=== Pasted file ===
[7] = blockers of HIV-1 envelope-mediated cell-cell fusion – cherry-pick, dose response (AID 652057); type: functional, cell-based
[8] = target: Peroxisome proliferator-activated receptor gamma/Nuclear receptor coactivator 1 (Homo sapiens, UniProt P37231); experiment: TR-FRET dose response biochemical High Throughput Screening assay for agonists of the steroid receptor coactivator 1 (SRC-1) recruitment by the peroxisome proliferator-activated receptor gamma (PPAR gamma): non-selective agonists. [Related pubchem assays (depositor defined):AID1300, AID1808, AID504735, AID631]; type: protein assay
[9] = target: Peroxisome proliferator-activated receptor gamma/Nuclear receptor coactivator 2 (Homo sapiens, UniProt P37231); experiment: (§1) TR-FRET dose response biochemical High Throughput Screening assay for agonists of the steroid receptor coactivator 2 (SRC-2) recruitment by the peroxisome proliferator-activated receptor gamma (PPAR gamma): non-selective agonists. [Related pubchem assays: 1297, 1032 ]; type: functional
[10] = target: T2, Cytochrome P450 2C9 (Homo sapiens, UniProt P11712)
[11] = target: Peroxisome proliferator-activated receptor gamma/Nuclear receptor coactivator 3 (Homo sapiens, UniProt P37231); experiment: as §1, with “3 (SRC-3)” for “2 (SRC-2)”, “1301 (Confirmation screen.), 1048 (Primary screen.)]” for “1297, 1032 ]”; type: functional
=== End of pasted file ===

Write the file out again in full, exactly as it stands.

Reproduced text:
[7] = blockers of HIV-1 envelope-mediated cell-cell fusion – cherry-pick, dose response (AID 652057); type: functional, cell-based
[8] = target: Peroxisome proliferator-activated receptor gamma/Nuclear receptor coactivator 1 (Homo sapiens, UniProt P37231); experiment: TR-FRET dose response biochemical High Throughput Screening assay for agonists of the steroid receptor coactivator 1 (SRC-1) recruitment by the peroxisome proliferator-activated receptor gamma (PPAR gamma): non-selective agonists. [Related pubchem assays (depositor defined):AID1300, AID1808, AID504735, AID631]; type: protein assay
[9] = target: Peroxisome proliferator-activated receptor gamma/Nuclear receptor coactivator 2 (Homo sapiens, UniProt P37231); experiment: (§1) TR-FRET dose response biochemical High Throughput Screening assay for agonists of the steroid receptor coactivator 2 (SRC-2) recruitment by the peroxisome proliferator-activated receptor gamma (PPAR gamma): non-selective agonists. [Related pubchem assays: 1297, 1032 ]; type: functional
[10] = target: T2, Cytochrome P450 2C9 (Homo sapiens, UniProt P11712)
[11] = target: Peroxisome proliferator-activated receptor gamma/Nuclear receptor coactivator 3 (Homo sapiens, UniProt P37231); experiment: as §1, with “3 (SRC-3)” for “2 (SRC-2)”, “1301 (Confirmation screen.), 1048 (Primary screen.)]” for “1297, 1032 ]”; type: functional